Format

Send to

Choose Destination
Diabetologia. 2007 Feb;50(2):431-8. Epub 2006 Dec 7.

Brain-derived neurotrophic factor (BDNF) and type 2 diabetes.

Author information

1
The Centre of Inflammation and Metabolism, Department of Infectious Diseases, Faculty of Health Sciences, University of Copenhagen, Copenhagen, Denmark. karen.krabbe@dadlnet.dk

Abstract

AIMS/HYPOTHESIS:

Decreased levels of brain-derived neurotrophic factor (BDNF) have been implicated in the pathogenesis of Alzheimer's disease and depression. These disorders are associated with type 2 diabetes, and animal models suggest that BDNF plays a role in insulin resistance. We therefore explored whether BDNF plays a role in human glucose metabolism.

SUBJECTS AND METHODS:

We included (Study 1) 233 humans divided into four groups depending on presence or absence of type 2 diabetes and presence or absence of obesity; and (Study 2) seven healthy volunteers who underwent both a hyperglycaemic and a hyperinsulinaemic-euglycaemic clamp.

RESULTS:

Plasma levels of BDNF in Study 1 were decreased in humans with type 2 diabetes independently of obesity. Plasma BDNF was inversely associated with fasting plasma glucose, but not with insulin. No association was found between the BDNF G196A (Val66Met) polymorphism and diabetes or obesity. In Study 2 an output of BDNF from the human brain was detected at basal conditions. This output was inhibited when blood glucose levels were elevated. In contrast, when plasma insulin was increased while maintaining normal blood glucose, the cerebral output of BDNF was not inhibited, indicating that high levels of glucose, but not insulin, inhibit the output of BDNF from the human brain.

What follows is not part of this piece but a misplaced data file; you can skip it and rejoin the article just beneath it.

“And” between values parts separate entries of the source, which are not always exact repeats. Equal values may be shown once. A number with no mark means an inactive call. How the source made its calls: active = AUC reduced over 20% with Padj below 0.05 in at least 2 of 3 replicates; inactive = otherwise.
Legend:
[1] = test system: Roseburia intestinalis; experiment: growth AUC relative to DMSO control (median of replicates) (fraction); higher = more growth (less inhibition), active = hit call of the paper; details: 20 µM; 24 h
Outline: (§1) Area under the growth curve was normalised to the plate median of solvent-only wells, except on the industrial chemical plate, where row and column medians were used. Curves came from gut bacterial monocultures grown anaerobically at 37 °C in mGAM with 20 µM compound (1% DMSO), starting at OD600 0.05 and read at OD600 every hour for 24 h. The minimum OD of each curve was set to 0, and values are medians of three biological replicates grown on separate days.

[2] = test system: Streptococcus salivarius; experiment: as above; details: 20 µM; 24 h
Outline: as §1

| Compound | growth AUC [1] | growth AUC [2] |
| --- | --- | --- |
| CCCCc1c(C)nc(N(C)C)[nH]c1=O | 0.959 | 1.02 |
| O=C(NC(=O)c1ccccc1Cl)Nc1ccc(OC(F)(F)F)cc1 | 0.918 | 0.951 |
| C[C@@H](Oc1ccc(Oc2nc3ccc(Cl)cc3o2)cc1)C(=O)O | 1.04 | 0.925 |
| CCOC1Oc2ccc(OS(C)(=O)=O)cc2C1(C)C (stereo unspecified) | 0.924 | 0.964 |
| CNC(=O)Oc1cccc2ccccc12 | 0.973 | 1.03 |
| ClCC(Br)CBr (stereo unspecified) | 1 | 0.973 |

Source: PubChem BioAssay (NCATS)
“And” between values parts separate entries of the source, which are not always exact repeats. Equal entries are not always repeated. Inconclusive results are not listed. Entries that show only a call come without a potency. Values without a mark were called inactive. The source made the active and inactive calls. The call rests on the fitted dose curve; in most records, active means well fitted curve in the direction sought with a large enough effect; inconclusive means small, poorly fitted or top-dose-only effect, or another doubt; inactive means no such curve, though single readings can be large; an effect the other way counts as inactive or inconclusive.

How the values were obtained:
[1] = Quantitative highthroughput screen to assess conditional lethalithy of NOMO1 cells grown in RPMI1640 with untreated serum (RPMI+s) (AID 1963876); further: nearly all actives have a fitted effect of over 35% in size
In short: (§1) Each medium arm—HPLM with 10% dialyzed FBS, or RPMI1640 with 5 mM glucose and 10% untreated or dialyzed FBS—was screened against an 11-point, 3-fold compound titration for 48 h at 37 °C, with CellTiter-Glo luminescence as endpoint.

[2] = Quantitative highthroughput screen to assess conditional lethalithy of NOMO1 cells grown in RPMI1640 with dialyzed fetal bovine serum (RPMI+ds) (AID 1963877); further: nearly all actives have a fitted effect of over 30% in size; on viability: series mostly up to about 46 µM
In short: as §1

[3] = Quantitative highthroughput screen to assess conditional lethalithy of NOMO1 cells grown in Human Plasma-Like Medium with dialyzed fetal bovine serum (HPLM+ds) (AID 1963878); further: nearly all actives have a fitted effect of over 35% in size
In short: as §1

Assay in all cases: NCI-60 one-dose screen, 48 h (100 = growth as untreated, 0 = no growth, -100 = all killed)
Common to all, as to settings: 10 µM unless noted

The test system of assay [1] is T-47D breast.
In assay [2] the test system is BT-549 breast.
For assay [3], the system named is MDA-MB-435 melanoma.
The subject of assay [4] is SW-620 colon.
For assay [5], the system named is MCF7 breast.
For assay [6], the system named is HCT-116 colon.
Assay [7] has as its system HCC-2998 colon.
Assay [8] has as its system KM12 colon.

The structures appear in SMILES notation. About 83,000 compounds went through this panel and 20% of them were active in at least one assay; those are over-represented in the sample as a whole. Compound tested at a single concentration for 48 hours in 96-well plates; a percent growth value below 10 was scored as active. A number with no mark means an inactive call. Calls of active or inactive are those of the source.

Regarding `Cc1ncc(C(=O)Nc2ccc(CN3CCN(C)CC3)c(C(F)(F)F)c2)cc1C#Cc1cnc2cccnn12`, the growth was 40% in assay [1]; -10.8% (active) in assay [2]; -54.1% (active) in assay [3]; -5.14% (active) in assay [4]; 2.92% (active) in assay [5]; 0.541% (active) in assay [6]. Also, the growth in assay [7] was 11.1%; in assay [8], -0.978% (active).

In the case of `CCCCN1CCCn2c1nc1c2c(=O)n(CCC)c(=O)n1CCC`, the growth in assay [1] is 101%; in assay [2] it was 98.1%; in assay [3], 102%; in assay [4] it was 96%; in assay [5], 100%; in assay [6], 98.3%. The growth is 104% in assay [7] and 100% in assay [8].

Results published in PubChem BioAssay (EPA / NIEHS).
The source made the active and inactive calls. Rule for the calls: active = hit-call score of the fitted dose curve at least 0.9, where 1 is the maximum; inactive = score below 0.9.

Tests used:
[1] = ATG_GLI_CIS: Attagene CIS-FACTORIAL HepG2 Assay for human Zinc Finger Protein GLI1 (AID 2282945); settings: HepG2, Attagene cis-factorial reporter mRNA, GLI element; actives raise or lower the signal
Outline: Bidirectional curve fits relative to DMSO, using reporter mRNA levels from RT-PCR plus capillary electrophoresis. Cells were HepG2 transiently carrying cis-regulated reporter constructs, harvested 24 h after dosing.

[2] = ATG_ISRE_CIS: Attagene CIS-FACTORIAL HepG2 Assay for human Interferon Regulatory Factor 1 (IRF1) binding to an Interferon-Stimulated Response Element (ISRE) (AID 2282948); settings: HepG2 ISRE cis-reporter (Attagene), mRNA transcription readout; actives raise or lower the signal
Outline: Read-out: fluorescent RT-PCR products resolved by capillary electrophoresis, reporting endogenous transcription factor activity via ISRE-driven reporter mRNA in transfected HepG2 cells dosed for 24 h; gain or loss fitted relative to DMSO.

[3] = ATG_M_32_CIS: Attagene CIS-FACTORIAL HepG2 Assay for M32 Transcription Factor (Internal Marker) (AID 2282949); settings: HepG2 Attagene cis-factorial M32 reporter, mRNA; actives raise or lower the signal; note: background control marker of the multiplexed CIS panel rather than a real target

CONCLUSIONS/INTERPRETATION:

Low levels of BDNF accompany impaired glucose metabolism. Decreased BDNF may be a pathogenetic factor involved not only in dementia and depression, but also in type 2 diabetes, potentially explaining the clustering of these conditions in epidemiological studies.

PMID:
17151862
DOI:
10.1007/s00125-006-0537-4
[Indexed for MEDLINE]

Supplemental Content

Full text links

Icon for Springer
Loading ...
Support Center